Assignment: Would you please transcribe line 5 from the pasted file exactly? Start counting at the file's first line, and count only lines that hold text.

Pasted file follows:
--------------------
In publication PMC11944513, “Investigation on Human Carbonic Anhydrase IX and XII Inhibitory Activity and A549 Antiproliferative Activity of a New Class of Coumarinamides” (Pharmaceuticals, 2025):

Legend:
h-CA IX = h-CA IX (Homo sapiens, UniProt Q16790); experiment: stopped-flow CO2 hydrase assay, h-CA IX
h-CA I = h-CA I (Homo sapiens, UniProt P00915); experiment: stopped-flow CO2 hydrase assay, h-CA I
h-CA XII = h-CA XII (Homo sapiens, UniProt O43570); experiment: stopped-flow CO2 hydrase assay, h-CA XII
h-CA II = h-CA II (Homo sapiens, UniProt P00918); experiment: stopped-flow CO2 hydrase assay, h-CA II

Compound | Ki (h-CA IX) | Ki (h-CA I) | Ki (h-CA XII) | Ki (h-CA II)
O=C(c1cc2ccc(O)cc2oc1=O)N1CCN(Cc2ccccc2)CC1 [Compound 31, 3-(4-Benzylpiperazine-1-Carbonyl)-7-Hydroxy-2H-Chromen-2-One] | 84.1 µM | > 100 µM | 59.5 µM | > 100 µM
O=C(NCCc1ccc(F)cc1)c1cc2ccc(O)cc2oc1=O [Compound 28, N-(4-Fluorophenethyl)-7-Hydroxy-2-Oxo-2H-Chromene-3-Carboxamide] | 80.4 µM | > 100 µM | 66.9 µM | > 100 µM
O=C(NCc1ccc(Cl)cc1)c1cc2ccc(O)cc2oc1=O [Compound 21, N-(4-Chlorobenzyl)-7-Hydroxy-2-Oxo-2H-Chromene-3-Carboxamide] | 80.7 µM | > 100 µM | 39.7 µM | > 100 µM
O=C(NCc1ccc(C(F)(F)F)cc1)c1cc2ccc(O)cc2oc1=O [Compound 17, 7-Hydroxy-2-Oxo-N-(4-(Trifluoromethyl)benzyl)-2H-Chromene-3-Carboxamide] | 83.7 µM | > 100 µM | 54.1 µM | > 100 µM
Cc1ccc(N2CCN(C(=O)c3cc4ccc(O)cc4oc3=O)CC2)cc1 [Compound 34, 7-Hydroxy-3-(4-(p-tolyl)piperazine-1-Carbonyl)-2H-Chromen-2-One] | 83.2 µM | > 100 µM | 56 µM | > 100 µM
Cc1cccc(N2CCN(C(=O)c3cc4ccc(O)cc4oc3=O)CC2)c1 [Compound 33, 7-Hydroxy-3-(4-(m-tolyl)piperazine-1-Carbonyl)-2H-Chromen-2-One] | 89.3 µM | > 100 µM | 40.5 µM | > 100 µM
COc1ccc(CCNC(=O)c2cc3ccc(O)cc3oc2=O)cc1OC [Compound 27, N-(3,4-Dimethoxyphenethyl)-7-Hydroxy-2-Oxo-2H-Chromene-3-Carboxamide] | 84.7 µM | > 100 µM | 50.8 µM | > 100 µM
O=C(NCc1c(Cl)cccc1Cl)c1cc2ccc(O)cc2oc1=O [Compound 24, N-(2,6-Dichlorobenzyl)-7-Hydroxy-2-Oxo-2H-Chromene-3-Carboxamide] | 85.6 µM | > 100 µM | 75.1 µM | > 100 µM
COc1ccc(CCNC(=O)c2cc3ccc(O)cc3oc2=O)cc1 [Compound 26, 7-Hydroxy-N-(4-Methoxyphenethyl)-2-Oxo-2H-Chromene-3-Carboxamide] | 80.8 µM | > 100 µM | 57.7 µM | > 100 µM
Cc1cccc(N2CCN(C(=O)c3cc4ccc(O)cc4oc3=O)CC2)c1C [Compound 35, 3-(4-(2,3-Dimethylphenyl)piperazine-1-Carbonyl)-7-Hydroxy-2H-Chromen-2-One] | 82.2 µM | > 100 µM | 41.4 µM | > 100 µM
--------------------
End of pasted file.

h-CA XII = h-CA XII (Homo sapiens, UniProt O43570); experiment: stopped-flow CO2 hydrase assay, h-CA XII